- Chapter 1: A Review of General Chemistry
- Chapter 10: Alkynes
- Chapter 11: Radical Reactions
- Chapter 12: Synthesis
- Chapter 13: Alcohols and Phenols
- Chapter 14: Ethers and Epoxides; Thiols and Sulfides
- Chapter 15: Infrared Spectroscopy and Mass Spectrometry
- Chapter 16: Nuclear Magnetic Resonance Spectroscopy
- Chapter 17: Conjugated Pi Systems and Pericyclic Reactions
- Chapter 18: Aromatic Compounds
- Chapter 19: Aromatic Substitution Reactions
- Chapter 2: Molecular Representations
- Chapter 20: Aldehydes and Ketones
- Chapter 21: Carboxylic Acids and Their Derivatives
- Chapter 22: Alpha Carbon Chemistry: Enols and Enolates
- Chapter 23: Amines
- Chapter 24: Carbohydrates
- Chapter 25: Amino Acids, Peptides, and Proteins
- Chapter 26: Lipids
- Chapter 27: Synthetic Polymers
- Chapter 3: Acids and Bases
- Chapter 4: Alkanes and Cycloalkanes
- Chapter 5: Stereoisomerism
- Chapter 6: Chemical Reactivity and Mechanisms
- Chapter 7: Substitution Reactions
- Chapter 8: Alkenes: Structure and Preparation via Elimination Reactions
- Chapter 9: Addition Reactions of Alkenes
Organic Chemistry, - Standalone Book 2nd Edition - Solutions by Chapter
Full solutions for Organic Chemistry, - Standalone Book | 2nd Edition
For a substituted aromatic ring, the effect of an electron-donating substituent that increases the rate of electrophilic aromatic substitution.
A carbohydrate that contains an aldehyde group.
alpha (a) rays.
Helium ions with a positive charge of 12. (2.2)
An atom or group of atoms bearing a negative charge.
An equilibrium property measured by the position of equilibrium in an acid-base reaction, as, for example, the acid-base reaction between ammonia and water.
In 13C NMR spectroscopy, a technique in which all 13C!1H splitting is suppressed with the use of two rf transmitters.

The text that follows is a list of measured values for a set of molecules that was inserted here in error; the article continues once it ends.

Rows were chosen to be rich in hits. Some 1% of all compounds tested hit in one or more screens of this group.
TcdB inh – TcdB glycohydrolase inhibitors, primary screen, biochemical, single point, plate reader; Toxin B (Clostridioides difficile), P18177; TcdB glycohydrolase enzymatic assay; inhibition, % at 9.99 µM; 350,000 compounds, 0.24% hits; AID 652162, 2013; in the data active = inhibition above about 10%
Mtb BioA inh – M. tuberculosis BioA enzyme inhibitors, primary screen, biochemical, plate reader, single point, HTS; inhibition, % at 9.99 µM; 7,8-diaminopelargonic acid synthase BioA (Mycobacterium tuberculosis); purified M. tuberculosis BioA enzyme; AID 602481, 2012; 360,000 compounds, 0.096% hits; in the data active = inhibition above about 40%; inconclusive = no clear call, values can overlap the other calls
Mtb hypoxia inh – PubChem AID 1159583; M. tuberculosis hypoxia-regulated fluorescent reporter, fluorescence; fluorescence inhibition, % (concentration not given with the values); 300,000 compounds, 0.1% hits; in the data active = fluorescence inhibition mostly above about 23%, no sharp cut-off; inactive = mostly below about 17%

Tables of data on absorption patterns of functional groups.
Compounds containing only covalent bonds. (9.4)
A procedure for preparing a less concentrated solution from a more concentrated solution. (4.5)
The expression that describes the relationship among the concentrations (or partial pressures) of the substances present in a system at equilibrium. The numerator is obtained by multiplying the concentrations of the substances on the product side of the equation, each raised to a power equal to its coefficient in the chemical equation. The denominator similarly contains the concentrations of the substances on the reactant side of the equation. (Section 15.2)
Spin-spin coupling that occurs between nonequivalent H atoms bonded to the same C atom. The H atoms are generally nonequivalent owing to restricted bond rotation in the molecule
Heterolytic bond cleavage
Cleavage of a bond so that one fragment retains both electrons and the other retains none.
Protons that are interchangeable by rotational symmetry.
A compound with the structure R!C#C!R, where each R group is not a hydrogen atom.
A substance that does not ionize in water and consequently gives a nonconducting solution. (Section 4.1)
A C6H5 group.
Common leaving groups. Examples include tosylate, mesylate, and triflate ions.
van der Waals forces
A group of intermolecular attractive forces including dipole-dipole, dipole-induced dipole, and induced dipole-induced dipole (dispersion) forces
A process that involves the removal of a carbon atom from an aldose. The aldehyde group is first converted to a cyanohydrin, followed by loss of HCN in the presence of a base.
A neutral molecule with positive and negative charges on adjacent atoms
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